I’m Paul Herron, a full-stack developer and technical manager.
I focus mainly on back-end development with tools like Symfony
and devops with tools like Docker

The pixelated Web

by Paul Herron on 30 March 2014

This week I’ve been enjoying a new laptop: a 13” Retina Macbook Pro with a 1TB SSD, 16GB of RAM and a 2.8GHz i7 processor. It’s a monster!

The big surprise is the screen. It’s the first retina screen I’ve used on a laptop and after a little use it’s totally blown me away. I should have known how this would go based on how phones changed in recent years: one moment you’re happily using a non-retina device and wondering why you’d bother upgrading, the next you’ve actually tried that retina screen on a new device and you’re left wondering how you ever stood looking at they pixelly mess on the old one.

I thought I’d be able to take it or leave it on a laptop though, perhaps because you tend to view a laptop from further away and thus, I reasoned, would see a less pronounced difference. Plus in Apple land, the upgrade to a retina laptop also comes with a grim trade-off: these new machines are horrendously un-upgradeable compared to the old non-retina Macbook Pros. The RAM’s soldered on, the SSD is apparently sealed in for good, and the battery’s glued in.

I decided to take the hit nonetheless, and here I am looking at a very sharp screen. It took about an hour for my eyes to get used to the crispness, at which point my old screen was immediately rendered ugly and appalling. The external monitor I use at work now looks rough, to the extent I’ve found myself simply not plugging it in. And I hate to say it, but even the brand new 27” iMac that Jon at SHOWstudio just got looks a bit ropey.

What’s been intriguing is that browsing around the Web, the majority of websites seem not to be retina-ready. The issue here is that, unlike pretty much every LCD released in the past, these retina screens don’t have 1:1 pixel mapping. Let’s say I put a 100px*100px image in a web page and viewed that page on a retina Macbook Pro. If the image was actually displayed at 100px*100px it would be miniscule, because Apple’s packing so many pixels into a small area.

This problem is what’s been holding back screen resolutions for years. Manufacturers have always been free to pack more pixels into their displays, but invariably this was done on the basis of 1:1 pixel mapping, so if they got too advanced and packed too many pixels in there, you’d see a vast expanse of unusably tiny interface elements. What was needed was a new approach across both hardware and software: not only packing more pixels into the hardware, but also scaling things back up in a sensible way in software. Some interface elements can afford to get shrunk down as the pixels get smaller; other things really need to be kept big so the viewer continues to see them at a sensible size.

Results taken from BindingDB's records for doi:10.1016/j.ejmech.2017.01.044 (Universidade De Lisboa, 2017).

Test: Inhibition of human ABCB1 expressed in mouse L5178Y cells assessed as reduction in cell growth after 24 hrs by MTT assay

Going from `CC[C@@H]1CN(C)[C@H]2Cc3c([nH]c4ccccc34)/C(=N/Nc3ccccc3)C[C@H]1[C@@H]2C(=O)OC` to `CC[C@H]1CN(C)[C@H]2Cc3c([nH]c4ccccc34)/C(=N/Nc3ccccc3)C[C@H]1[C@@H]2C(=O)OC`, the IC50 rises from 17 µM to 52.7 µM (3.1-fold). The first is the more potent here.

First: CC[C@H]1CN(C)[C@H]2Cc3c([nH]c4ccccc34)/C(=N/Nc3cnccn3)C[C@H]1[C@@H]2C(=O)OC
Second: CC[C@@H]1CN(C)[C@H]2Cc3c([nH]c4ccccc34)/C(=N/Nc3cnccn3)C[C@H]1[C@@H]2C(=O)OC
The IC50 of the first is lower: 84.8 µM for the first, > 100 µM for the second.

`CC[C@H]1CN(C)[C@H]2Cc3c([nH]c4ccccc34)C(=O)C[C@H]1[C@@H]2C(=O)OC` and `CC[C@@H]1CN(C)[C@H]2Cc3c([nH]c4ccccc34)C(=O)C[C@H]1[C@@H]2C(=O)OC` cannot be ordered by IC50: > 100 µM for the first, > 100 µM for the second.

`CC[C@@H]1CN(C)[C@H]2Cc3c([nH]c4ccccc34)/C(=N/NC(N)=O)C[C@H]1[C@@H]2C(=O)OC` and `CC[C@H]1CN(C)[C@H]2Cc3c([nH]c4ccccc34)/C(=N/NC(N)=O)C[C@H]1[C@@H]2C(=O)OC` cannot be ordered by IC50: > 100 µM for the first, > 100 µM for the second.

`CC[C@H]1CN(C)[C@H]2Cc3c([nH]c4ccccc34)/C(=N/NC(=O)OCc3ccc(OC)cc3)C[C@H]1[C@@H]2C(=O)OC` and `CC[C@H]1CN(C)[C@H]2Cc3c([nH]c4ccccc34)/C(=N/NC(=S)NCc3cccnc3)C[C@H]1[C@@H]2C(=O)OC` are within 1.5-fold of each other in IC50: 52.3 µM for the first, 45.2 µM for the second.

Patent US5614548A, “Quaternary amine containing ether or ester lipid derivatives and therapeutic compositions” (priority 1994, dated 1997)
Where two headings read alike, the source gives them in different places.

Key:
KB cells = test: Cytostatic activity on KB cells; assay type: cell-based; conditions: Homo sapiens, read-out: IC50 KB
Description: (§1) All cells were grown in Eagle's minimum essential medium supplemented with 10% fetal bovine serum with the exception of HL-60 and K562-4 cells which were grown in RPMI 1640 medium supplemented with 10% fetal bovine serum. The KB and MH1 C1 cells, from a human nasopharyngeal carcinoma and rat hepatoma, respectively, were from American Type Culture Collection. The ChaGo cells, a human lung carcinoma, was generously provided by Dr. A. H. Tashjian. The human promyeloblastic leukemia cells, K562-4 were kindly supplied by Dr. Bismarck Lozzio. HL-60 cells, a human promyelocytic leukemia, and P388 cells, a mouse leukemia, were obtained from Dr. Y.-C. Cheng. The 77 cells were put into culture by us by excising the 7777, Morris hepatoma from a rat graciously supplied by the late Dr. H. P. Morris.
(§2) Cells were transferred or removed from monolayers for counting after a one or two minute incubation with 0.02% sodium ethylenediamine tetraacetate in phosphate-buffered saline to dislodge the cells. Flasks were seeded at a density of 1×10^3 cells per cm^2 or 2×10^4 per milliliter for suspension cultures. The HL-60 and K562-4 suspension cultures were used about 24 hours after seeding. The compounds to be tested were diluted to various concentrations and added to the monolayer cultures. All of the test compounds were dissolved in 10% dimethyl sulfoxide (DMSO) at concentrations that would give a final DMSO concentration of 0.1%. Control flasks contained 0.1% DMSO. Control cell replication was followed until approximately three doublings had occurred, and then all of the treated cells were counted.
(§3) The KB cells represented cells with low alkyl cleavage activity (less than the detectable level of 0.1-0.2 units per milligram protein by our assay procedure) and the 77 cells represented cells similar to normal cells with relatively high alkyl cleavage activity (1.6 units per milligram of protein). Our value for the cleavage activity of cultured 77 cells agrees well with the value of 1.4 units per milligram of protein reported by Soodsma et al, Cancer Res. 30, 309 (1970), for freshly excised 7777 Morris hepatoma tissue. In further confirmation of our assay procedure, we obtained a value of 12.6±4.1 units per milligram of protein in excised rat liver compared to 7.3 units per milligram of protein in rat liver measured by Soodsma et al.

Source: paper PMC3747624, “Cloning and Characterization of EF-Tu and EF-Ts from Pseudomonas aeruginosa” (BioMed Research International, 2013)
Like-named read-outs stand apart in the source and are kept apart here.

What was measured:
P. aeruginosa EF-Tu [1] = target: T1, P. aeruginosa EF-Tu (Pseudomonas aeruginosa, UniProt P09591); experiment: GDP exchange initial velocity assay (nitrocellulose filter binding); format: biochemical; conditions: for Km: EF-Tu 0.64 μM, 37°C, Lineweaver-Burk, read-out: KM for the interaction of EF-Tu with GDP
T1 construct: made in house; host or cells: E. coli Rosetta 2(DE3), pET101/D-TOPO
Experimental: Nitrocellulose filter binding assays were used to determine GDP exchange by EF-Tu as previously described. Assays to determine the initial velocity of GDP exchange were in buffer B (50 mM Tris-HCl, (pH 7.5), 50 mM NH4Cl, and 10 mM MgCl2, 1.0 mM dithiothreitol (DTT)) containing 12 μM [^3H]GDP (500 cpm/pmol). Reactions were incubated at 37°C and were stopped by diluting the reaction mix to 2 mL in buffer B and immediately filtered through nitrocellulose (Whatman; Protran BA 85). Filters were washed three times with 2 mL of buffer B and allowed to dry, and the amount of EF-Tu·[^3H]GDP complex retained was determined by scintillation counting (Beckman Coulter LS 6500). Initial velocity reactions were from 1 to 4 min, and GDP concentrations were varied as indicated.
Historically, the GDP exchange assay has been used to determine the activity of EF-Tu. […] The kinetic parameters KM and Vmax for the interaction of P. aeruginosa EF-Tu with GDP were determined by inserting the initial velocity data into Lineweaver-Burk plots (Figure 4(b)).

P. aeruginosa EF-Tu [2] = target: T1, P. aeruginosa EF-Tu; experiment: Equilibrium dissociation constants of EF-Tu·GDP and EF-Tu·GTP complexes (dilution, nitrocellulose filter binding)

The result of this scaling is that the retina Macbook is really displaying my 100px*100px at twice its actual size: 200px*200px. That avoids the problem of it being miniscule on the screen, as it gets blown up to around the same physical size as it would be shown on a non-retina screen. The problem is that to achieve this the image has been stretched out to twice its original size, so chances are it looks like a pixelated mess! Happily there’s a simple solution: simply create all your web assets at twice the resolution. Save that image at 200px*200px, but declare something like max-width: 100px in your CSS and it should show correctly in all circumstances: correctly-sized, and not pixelated on a retina screen.

What’s interesting is how few people are actually doing this. Take a website like Rolls-Royce for example. You’d imagine they’d have thought about this on the basis someone in the market for a Rolls Royce is also likely to have an up-to-date laptop like a Retina Macbook Pro. And if you watched that Inside Rolls-Royce documentary as I did the other day you’ll know how strongly they believe that everything needs to look just perfect. But I look at their site now and nearly everything on it is showing up at half-resolution. It’s a mess! And this is going on all over the Web on big sites like GMail and Mozilla. (Interestingly Apple itself isn’t always perfect.)

If you spoke to a Web designer in the pre-retina days and instructed them to downsize all their images to half the size they needed to be, I’m sure they would have recoiled in horror. The images would get scaled up in the browser and they’d look horrible. Developers have spent years knowing that the best way to get things looking just right was to export assets at the size they’d actually be shown at. Any bigger and they’re wasting bandwidth and putting themself at the mercy of the browser’s own image scaling mechanism, which until recently was almost always choppy compared to what you could achieve in Photoshop. Any smaller and things get scaled up and pixelated, making it look like the designer doesn’t really know what they’re doing.

But this is exactly what’s happening across a huge amount of the Web right now! Designers are having their designs shown at half resolution. My guess is it’s due to a lack of awareness (I myself only clocked how prominent this problem is when I got this laptop last week, even though I’ve been using a retina phone for the last year or so) and also due to ingrained habits (to me it just feels plain wrong to serve up assets at anything other than the destination resolution – but this is only because I’ve spent the last decade thinking that, not because it’s correct).

My hope is that over the next couple of years we’ll see the majority of major websites becoming fully retina-ready, as developers come to realise that thinking in terms of 1:1 pixel mapping doesn’t make sense anymore. In the meantime, I must head off and fix my own site…

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